[Python-Dev] Enable Hostname and Certificate Chain Validation

Donald Stufft donald at stufft.io
Wed Jan 22 12:29:47 CET 2014


On Jan 22, 2014, at 6:21 AM, Paul Moore <p.f.moore at gmail.com> wrote:

> On 22 January 2014 10:30, Donald Stufft <donald at stufft.io> wrote:
>> Python 3.4 has made great strides in making it easier for applications
>> to simply turn on these settings, however many people are not aware
>> at all that they need to opt into this. Most assume that it will operate
>> similarly to their browser, curl, wget, etc and validate by default and in
>> the typical style of security related issues it will appear to work just fine
>> however be grossly insecure.
> 
> Two things:
> 
> 1. To be "like the browser" we'd need to use the OS certificate store,
> which isn't the case on Windows at the moment (managing those
> certificate bundle files is most definitely *not* "like the browser" -
> I'd have no idea how to add a self-certificate to the bundle file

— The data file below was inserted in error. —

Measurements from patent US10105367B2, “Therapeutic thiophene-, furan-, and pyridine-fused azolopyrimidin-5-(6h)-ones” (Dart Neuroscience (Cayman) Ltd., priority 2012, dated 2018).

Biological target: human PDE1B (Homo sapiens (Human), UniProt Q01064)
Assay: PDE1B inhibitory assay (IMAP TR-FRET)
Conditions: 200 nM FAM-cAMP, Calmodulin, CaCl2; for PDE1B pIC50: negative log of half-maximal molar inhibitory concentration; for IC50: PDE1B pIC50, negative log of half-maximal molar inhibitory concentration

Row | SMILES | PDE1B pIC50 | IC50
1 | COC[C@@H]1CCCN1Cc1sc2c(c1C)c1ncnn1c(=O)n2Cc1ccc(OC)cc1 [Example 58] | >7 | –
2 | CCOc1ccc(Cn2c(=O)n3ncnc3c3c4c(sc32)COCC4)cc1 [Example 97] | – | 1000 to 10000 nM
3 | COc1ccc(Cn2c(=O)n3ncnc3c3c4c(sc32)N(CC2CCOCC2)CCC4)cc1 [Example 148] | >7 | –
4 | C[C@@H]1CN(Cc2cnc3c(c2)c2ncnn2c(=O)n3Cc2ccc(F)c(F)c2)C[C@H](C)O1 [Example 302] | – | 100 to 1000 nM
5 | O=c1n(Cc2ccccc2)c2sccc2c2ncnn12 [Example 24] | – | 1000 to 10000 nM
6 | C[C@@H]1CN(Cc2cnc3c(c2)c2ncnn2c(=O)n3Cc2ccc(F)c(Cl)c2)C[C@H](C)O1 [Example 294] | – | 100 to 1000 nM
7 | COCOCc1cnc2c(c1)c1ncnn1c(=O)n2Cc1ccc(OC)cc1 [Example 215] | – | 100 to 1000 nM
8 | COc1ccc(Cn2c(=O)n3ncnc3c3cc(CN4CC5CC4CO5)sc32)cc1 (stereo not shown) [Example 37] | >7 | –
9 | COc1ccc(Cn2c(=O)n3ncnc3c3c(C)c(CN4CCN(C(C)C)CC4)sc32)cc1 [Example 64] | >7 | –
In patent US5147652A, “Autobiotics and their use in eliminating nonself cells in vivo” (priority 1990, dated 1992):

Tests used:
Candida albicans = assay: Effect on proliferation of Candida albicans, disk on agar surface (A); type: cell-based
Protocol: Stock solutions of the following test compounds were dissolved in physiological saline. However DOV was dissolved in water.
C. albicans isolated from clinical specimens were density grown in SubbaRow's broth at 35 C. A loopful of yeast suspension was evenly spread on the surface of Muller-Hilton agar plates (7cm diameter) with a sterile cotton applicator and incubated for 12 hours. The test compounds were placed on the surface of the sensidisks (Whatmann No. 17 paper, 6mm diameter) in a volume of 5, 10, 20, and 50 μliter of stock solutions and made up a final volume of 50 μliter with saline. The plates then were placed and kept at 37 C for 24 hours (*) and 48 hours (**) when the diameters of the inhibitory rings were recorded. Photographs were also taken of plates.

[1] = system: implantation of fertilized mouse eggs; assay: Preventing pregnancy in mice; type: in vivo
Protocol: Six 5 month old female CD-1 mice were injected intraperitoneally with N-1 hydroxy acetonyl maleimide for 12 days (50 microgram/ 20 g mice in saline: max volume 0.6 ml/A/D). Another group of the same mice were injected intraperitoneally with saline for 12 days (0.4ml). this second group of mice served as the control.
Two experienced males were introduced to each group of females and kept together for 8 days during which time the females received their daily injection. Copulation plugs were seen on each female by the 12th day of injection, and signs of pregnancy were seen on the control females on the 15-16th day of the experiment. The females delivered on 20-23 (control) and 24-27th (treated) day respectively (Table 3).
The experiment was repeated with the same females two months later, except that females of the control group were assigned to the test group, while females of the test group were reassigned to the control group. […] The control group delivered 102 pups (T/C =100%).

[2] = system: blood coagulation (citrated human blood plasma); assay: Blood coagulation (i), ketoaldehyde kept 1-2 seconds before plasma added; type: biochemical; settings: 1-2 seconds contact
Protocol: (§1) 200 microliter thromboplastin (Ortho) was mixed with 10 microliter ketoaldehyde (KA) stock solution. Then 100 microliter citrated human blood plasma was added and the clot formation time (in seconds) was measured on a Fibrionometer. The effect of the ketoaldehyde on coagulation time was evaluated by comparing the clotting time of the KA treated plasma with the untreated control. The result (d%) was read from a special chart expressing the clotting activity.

> embedded in pip, for example).

Python 3.4 added the ability to use the OS cert store on Windows,
see http://bugs.python.org/issue17134.

> 2. Your proposal is that because some application authors have not
> opted in yet, we should penalise the end users of those applications
> by stopping them being able to use unverified https? And don't forget,
> applications that haven't opted in will have no switch to allow
> unverified use. That seems to be punishing the wrong people.

Some applications will need to be updated yes to provide such a switch
but the alternative is that every user of this API needs to configure it
to verify certificates. The difference is that with my proposal the error
condition is very obvious, the SSL certificate will fail to validate, a bug
can be filed and it can be fixed. With the current behavior they only
way you’d know is if you expected it to fail and didn’t, or you went
specifically looking.

It’s a dangerous by default API that punishes people for not knowing
that they need to turn it on, and punishes people who use those
applications. However it won’t punish them directly, instead it’ll just
make it possible to MITM their connection, possibly leaking sensitive
material.


-----------------
Donald Stufft
PGP: 0x6E3CBCE93372DCFA // 7C6B 7C5D 5E2B 6356 A926 F04F 6E3C BCE9 3372 DCFA

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